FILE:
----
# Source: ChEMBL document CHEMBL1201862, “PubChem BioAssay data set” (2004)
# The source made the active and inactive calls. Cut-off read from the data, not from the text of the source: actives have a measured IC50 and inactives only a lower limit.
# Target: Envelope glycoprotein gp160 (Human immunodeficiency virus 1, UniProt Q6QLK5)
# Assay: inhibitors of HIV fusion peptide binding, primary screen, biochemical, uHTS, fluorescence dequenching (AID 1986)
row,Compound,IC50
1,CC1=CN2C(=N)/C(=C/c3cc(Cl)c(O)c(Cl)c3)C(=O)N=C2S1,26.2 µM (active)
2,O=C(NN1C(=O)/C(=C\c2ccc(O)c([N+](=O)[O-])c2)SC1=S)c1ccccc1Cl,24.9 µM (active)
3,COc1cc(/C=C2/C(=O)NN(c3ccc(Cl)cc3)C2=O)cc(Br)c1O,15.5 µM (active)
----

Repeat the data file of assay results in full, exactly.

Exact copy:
# Source: ChEMBL document CHEMBL1201862, “PubChem BioAssay data set” (2004)
# The source made the active and inactive calls. Cut-off read from the data, not from the text of the source: actives have a measured IC50 and inactives only a lower limit.
# Target: Envelope glycoprotein gp160 (Human immunodeficiency virus 1, UniProt Q6QLK5)
# Assay: inhibitors of HIV fusion peptide binding, primary screen, biochemical, uHTS, fluorescence dequenching (AID 1986)
row,Compound,IC50
1,CC1=CN2C(=N)/C(=C/c3cc(Cl)c(O)c(Cl)c3)C(=O)N=C2S1,26.2 µM (active)
2,O=C(NN1C(=O)/C(=C\c2ccc(O)c([N+](=O)[O-])c2)SC1=S)c1ccccc1Cl,24.9 µM (active)
3,COc1cc(/C=C2/C(=O)NN(c3ccc(Cl)cc3)C2=O)cc(Br)c1O,15.5 µM (active)